Sunday, August 1, 2010

Review: Inception

As the lights went down at the Electric, we had been talking about the use of language. How the way you write and follow the conventions of style and grammar can have a strange, pure beauty of its own. Loving the sign for its own sake rather than what it signifies.

Quite by chance, Inception, the new Christopher Nolan film, often felt like another exercise in form over content. Although not based on anything Philip K Dick wrote, it's so successful an exercise in bringing his tics and tropes to the screen that it pretty much out-Dicks any actual adaptation past in its successful conflation of the real and the unreal.

So, we get a core plot of subconscious corporate espionage: infiltrators of dreams offered the job that can't be done - planting an idea in the mind of a sleeper as opposed to merely stealing one - inception, rather than extraction. We get a vengeful female anima in the dreamscape of the male lead (Leo di Caprio) which takes the form of his dead wife. We get moments of jaw-dropping effect, such as when Ellen Page's character (Ariadne - shades of the Matrix's wearisome obsession with Greek mythology) realises that she's in a dream of Paris rather than the real thing. The cityscape explodes into fragments around her as she awakes. And we get three-ton lumbering ambiguity as characters ask themselves how you can tell whether the 'real world' is just another dream. That way, my friend, lies solipsism...

All very phildickian - and I didn't make that adjective up - only pushed through the Hollywood subtlety mincer and SFX engine. The PHD novel it reminds me the most of is Ubik, that strange little novel about dream vampires in the shared consciousness of the almost dead.

Inception is masterfully directed and carefully plotted - once the film leaves behind the slightly sluggish and confusing initial scenes it not only holds the attention rock solid, but manages to convey the woozy unreality of the dreamworld as waking minds imagine it.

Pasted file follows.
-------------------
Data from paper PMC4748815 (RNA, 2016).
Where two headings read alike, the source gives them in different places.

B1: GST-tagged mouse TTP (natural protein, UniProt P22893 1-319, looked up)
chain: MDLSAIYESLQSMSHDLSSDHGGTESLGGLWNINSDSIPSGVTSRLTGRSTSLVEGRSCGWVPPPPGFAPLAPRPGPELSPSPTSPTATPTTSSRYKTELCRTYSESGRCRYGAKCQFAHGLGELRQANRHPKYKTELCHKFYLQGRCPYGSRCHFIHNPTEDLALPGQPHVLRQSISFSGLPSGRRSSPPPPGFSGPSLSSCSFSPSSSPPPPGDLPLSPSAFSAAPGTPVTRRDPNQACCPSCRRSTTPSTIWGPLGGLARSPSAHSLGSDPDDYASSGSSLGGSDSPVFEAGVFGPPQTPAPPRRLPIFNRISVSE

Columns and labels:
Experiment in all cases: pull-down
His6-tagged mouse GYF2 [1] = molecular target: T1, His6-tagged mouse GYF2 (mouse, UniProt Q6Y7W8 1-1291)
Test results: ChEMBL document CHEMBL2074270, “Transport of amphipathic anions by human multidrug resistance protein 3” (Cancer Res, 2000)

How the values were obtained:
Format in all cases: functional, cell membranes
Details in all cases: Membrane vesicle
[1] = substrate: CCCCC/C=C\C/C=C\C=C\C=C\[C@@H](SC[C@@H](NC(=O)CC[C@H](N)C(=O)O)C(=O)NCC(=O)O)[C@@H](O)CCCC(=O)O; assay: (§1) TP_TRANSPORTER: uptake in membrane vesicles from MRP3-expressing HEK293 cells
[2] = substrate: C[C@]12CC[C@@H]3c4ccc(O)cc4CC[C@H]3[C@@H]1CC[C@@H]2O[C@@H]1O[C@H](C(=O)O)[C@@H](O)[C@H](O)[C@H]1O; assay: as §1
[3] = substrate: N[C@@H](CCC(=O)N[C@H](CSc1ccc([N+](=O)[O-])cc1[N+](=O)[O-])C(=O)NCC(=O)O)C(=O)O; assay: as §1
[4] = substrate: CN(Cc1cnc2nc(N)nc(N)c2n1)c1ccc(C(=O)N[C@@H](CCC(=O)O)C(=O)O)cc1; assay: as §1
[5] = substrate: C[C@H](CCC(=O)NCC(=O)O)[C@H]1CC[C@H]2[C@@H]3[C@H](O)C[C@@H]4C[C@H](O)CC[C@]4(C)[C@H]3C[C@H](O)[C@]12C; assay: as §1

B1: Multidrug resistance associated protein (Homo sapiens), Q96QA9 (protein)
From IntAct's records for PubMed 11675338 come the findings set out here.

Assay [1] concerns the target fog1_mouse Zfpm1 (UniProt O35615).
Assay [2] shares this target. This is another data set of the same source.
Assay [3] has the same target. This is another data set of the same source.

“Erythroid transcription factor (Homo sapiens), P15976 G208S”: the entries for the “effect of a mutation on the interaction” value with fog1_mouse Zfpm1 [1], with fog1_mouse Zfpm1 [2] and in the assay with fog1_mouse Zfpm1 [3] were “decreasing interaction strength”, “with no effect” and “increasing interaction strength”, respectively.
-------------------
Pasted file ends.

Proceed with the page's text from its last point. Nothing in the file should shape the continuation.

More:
There are sequences towards the end of the film where as many as four levels of dream are running in the mind of one man like Russian dolls, all on different time sequences. To keep this conceit going and make it not only comprehensible to the audience, but deliriously watchable, is a feat indeed. Nolan deserves serious credit for this.

Where Dick and Inception part company is in the film's relentless pursuit of style over depth - the sign, not the signifier again. Every Dick book I've read has been rooted - consciously or not - in his restless speed-freak paranoid world-view. You might not agree with it or understand it but every novel is underpinned by it. Inception, on the other hand, seems happy to borrow Dick's tropes without engaging with his ideas or providing others in its stead.

This is surprising given that dreams have provided such fertile intellectual soil for neurology, psychoanalysis, philosophy and so on. Instead, the best Inception can provide is a reductionist take on father-son relations which reeks of Freud 101 and a dreamworld which looks - as Peter Bradshaw of the Guardian pointed out - like a series of Bond movie locations. I wasn't expecting David Lynch (although a film which crossed Inception with Inland Empire would be awesome), but come on!

Similarly, the plot feels like a rather linear and simplistic long con. I've seen episodes of Hustle with more complexity than this.

The actors do their best too, but it's a director's film. Di Caprio as ever makes a great trickster and a lousy emoter - like the film himself, he can't be relied on for psychological depth. Tom Hardy steals every scene he's in, but doesn't get enough to do other than sneer and shoot.

But to criticise Inception for lack of depth is perhaps to miss the point - it remains a great application of phildickian style to the blockbuster format. And better an exercise in pure aesthetics than one with cracker-barrel, trenchcoat and mirrorshades philosophising tacked onto it. Yes, I'm talking to you, Wachowski Brothers.

So while I might regret the film it could have been, it's still a resounding success: fast-paced after the first third, kinetic, frequently breathtaking, not overly gratuitous in its violence and utterly watchable. And head and shoulders above the other big action movies I've seen so far this year.

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